Red Hat Bugzilla – Bug 116679
crash on first (write?) access to raid 5 physical volume
Last modified: 2007-11-30 17:10:37 EST
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Description of problem:
The first write access to a physical volume on software raid 5 causes
the system to hang. A reboot afterwards crashes while replaying the
journal (better than 2.6.3-1.91, that would crash with a double page
fault during vgscan). I remember earlier 2.6 kernels (before
FC2test1) would crash when accessing a raid5 volume that needed a
resync. I'm still trying to obtain a stack trace of the hangs, but it
doesn't fit the screen in the replay-journal case, and the hang has
always occurred with X running to me. I'll keep trying, if it would
Version-Release number of selected component (if applicable):
Steps to Reproduce:
1.Access (write?) to a filesystem mounted off a logical volume on RAID
5 physical volumes
2.Reboot after the hang
Actual Results: 1. hang. 2. oops
Expected Results: Erhm... Should work
Created attachment 97980 [details]
Stack trace got while replaying the journal when a raid5 resync is needed
I've bit the bullet and decided I'd trigger the problem on my desktop again,
since I was using the laptop anyway. Unfortunately, the picture I took after
the hang during the raid 5 write access was totally unreadable (yes, far worse
than this one :-( As soon as resync (on FC1) completes, I'll do it again.
I found out it's not just any write access that triggers the problem.
Apparently, it's necessary to write some big file. I don't know whether the
number of raid members (8, in this case) makes any difference, but the stack
trace didn't seem to indicate any relationship with the number of partitions.
Created attachment 97982 [details]
Stack trace obtained while copying files from fedora/linux/core/development/SRPMS from another box into an ext3 filesystem mounted on a physical volume mapped to raid5 devices
Problem still present in 2.6.3-1.100, but with different stack traces.
The pictures were totally unreadable, unfortunately.
The problem appears to only occur for raid 5 arrays with 5 or more
members. Duplicating it is *very* simple. Start with 5 partitions,
logical volumes or any kind of block device of roughly the same size,
and run: mdadm -C /dev/md0 -l 5 -n 5 device[1-5]. Just after the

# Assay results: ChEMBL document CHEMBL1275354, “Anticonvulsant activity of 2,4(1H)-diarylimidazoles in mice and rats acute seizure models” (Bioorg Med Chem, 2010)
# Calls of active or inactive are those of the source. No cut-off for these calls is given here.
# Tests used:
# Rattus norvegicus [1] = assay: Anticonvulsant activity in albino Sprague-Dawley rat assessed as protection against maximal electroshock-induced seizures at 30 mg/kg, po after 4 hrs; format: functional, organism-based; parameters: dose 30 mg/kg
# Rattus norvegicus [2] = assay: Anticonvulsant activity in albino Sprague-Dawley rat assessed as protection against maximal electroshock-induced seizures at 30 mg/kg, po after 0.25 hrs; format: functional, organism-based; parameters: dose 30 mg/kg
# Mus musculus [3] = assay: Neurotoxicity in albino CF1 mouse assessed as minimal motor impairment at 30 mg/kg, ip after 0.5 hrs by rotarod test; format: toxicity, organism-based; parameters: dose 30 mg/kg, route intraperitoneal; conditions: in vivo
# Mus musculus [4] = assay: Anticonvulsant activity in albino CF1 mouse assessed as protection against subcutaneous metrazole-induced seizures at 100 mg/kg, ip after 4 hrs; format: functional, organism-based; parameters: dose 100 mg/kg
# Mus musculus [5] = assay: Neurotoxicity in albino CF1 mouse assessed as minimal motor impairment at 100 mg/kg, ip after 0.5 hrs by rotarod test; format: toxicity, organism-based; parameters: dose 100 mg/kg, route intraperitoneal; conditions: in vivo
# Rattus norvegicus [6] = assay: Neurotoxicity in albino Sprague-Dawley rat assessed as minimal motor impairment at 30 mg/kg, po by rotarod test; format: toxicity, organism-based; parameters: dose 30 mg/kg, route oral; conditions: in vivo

message to the console that the degraded array got the additional disk
and is beginning to resync, I get a stack trace. The stack trace
varies a lot, but it always has xor_p5_mmx_5. Sometimes, this
function is (oddly) the very top of the stack. In one of the several
times I tested this recipe, the machine didn't oops; it rebooted
instead. Very scary.
I've been staring at raid5.c, xor.c and i386/xor.h looking for
significant differences between the 2.4 code that worked, and all I
could find was that raid5.c now uses bio instead of buffer_head, and
xor.h now calls kernel_fpu_begin()/end() in the mmx variants, instead
of FPU_SAVE() and FPU_RESTORE(). Does it matter that I'm doing this
on an athlon? I'm going to try on a regular i686 as soon as I have a
Now here's one that might provide a clue: I created a degraded raid 5
device with 5 partitions, and everything was fine. As soon as I wrote
to it, I got 10 lines in the console like this:
kernel/modulle.c:1965: spin_lock(kenrel/module.c:c03149c0) already
locked by kernel/module.c/1965
after these 10 lines:
Debug: sleeping function called from invalid context at
and then a hard freeze. No actual call trace.
Oh, the error above was with 2.6.3-1.106.
Still with 2.6.3-1.106, if I create the same degraded raid 5 array
with 5 members and then dd if=/dev/md0 of=/dev/null, I get:
double fault, gdt at c030f100 [255 bytes]
double fault, tss at c0387800
eip = c011d1df, esp = e28bdd30
eax = 000001b0, ebx = ee484690, ecx = c0101e1c, ed = 21c00000
esi = 00000000, edi = e28bf900
and nothing else.
And if I do dd if=/dev/zero of=/dev/md0, I get an instant reset. Nice!
Created attachment 98060 [details]
interesting crash in first xor_block() call while reading from degraded array
I patched xor_block() such that it would printk its arguments before calling
the actual xor_block function. After several reboots and stack traces that
wouldn't fit in the screen, I got this very interesting one when I tried to
read from a degraded raid5 array with 5 members (1 missing). The interesting
bit is that it shows it's the very first call to the xor_block() function that
fails, and the address of the failed paging request looks totally bogus to me.
I've analyzed the code of xor_p5_mmx_5(), the function that is called, and
couldn't find any problems with it, so it loks very much like the kernel is
failing to handle the page fault properly.
Interesting... If I tweak check_xor() in raid5.c so as to act when
count == 4, instead of on 5 (MAX_XOR_BLOCKS), then it works.
Created attachment 98080 [details]
Patch that fixes the bug
I guess we can't use push and pop in an inline asm that takes a general
operand. I could change +g to +r, like xor_pII_mmx_5, but this is safe and